May 18, 2012

Editorial

Pope Benedict XVI: Great teacher, good steward

Last month, Pope Benedict XVI celebrated two important anniversaries—his 85th birthday on April 16, and the seventh anniversary of his election as the Bishop of Rome on April 19.

As always, the Holy Father observed these great occasions with quiet dignity and genuine human warmth. Throughout his many years of pastoral service, Pope Benedict has shown himself to be a great teacher and a good steward of the many gifts and responsibilities entrusted to his care.

Joseph Ratzinger, now Pope Benedict XVI, was born on Holy Saturday in 1927 and baptized the same day. As the pope recalled in his birthday homily, “On the day I was born, thanks to my parents, I was also reborn with the water of the Spirit. The day I was baptized … was Easter Saturday. At the time, it was still customary to hold the Easter Vigil in the morning followed by the darkness of Easter Saturday without a Hallelujah.

“This singular paradox, this anticipation of light in a day of darkness, can almost be seen as an image of the history of our own times. On the one hand, there is the silence of God and his absence, yet the resurrection of Christ contains an anticipation of God’s ‘yes,” he said.

“We live in this anticipation, through the silence of God we hear his words and through the darkness of his absence we glimpse his light. The anticipation of the Resurrection in the midst of evolving history indicates the path we must follow and helps us to continue the journey.”

Pope Benedict’s journey through life has been a distinctive blend of gifts and responsibilities. The son of a policeman who was outspoken in his opposition to Hitler and the Nazis, the young Joseph Ratzinger was introverted, intellectual and deeply religious. He bitterly resented being forced to participate in Hitler’s war, and he ended up abandoning his post in the German army. Only the Allies’ victory and the subsequent breakdown of military power saved him from death, the customary fate of deserters.

Ordained a priest the same day as his older brother, Georg, he pursued a teaching career and participated in the Second Vatican Council as a “peritus” or adviser to the Cardinal Archbishop of Munich-Friezing. He became a strong advocate for change, but he insisted that all changes be in continuity with what the Church has always taught as opposed to a radical departure from traditional teaching and practice.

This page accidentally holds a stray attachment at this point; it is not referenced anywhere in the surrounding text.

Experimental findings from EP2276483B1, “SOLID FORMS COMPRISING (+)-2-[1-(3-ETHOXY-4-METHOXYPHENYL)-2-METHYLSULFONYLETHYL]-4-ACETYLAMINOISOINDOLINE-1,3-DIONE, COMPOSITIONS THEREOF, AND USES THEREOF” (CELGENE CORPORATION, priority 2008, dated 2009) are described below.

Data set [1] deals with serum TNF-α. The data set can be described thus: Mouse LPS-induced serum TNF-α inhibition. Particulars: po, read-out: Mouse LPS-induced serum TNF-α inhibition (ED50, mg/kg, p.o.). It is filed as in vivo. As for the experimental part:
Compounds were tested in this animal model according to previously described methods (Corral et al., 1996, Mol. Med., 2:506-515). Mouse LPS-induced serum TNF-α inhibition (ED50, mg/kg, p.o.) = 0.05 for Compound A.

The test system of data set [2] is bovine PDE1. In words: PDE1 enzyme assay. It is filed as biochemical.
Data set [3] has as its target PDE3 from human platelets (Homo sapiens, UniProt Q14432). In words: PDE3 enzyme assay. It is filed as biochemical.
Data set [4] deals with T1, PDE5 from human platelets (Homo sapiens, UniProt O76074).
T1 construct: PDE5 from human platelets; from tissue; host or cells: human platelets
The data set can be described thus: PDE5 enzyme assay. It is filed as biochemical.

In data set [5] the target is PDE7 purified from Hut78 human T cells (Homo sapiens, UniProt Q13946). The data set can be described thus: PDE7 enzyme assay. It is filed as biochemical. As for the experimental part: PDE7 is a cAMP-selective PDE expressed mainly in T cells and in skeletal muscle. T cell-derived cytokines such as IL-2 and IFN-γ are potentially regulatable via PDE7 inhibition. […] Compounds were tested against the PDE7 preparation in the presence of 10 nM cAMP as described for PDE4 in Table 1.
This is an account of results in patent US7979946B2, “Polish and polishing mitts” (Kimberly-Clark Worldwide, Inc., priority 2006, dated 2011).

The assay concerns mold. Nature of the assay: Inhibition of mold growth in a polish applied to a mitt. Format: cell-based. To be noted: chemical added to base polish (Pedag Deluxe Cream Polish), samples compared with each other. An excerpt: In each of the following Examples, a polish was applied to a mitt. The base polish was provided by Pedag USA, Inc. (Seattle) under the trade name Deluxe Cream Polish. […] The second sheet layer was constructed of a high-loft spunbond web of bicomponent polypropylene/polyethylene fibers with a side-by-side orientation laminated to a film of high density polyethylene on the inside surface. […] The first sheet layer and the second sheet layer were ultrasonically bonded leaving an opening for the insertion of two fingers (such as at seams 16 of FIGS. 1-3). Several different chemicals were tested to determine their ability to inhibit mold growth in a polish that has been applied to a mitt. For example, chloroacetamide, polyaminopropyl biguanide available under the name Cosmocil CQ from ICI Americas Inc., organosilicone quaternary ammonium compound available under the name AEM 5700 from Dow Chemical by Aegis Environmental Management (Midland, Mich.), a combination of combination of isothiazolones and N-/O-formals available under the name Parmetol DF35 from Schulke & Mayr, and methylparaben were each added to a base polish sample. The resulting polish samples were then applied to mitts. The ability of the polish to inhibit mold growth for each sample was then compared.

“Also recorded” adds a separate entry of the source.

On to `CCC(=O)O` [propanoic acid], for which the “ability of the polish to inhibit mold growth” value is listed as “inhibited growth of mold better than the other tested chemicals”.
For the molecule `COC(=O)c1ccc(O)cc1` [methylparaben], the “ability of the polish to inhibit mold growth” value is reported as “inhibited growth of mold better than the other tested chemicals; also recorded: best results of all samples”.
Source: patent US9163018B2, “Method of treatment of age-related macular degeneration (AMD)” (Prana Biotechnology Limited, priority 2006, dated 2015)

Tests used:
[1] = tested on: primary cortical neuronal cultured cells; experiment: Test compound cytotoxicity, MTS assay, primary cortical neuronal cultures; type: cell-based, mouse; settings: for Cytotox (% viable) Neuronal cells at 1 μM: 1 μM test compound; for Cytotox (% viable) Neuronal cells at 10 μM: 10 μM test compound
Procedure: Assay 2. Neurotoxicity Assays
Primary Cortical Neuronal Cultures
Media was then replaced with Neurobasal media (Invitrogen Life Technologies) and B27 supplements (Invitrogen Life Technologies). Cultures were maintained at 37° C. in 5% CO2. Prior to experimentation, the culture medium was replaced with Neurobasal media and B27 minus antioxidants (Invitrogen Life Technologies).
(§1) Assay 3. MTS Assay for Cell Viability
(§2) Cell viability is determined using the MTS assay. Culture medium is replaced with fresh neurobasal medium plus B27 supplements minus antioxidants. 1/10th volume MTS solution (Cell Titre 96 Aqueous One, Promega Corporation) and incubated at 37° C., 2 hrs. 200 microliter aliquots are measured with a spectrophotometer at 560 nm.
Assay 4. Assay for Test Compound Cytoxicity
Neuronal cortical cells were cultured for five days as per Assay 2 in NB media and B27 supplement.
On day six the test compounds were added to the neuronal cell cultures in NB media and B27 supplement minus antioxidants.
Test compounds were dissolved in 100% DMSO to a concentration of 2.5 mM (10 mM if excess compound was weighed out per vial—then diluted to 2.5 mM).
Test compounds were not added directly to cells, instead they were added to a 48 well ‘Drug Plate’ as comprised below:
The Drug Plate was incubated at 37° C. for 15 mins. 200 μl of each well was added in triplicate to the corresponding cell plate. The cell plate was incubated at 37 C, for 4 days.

Cardinal Karol Wojtyla, the future Pope John Paul II, befriended the young German, and recognized him to be a great teacher and a good steward of his many gifts and talents.

In due time, the Polish pope called then-Cardinal Ratzinger to Rome to serve as Prefect of the Congregation for the Doctrine of the Faith. This new assignment forced the cardinal to leave his beloved homeland and to serve in a very difficult, but extremely important, position as the steward or guardian of orthodox teaching throughout the Universal Church.

As always, Cardinal Ratzinger worked hard and took his stewardship responsibilities seriously.

Fortunately, he did not take himself too seriously, but remained a gentle and humble servant of the Church’s faith. He continued to be a great teacher and pastor throughout his many years as a member of the Roman Curia and, in spite of false caricatures of him as the Grand Inquisitor or “God’s Rottweiler,” the Cardinal from Bavaria maintained his gentle smile and warm sense of humor.

After Pope John Paul II died, Cardinal Ratzinger was eager to retire, and return to Bavaria to read, write, walk and pray. It was not to be. The cardinal electors meeting in the papal conclave, prompted by the Holy Spirit, chose 78-year-old Joseph Ratzinger—an old man by his own reckoning—to serve as St. Peter’s successor and carry on the work which he helped begin many years earlier at the Second Vatican Council.

During his 85th birthday homily, the Holy Father said, “I am in the final stage of my life journey, and I do not know what awaits me. However, I do know that the light of God exists, that he rose again, that his light is stronger than all darkness, that the goodness of God is stronger than all the evil in this world. This helps me to continue with confidence. This helps us to continue, and I would like to thank everyone who, through their faith, continually makes me aware of God’s yes.”

All of us should thank God for the countless times that Joseph Ratzinger has said “yes” to God’s call. May he continue to be an exemplary teacher and pastor, and a good steward of all God’s gifts!

—Daniel Conway

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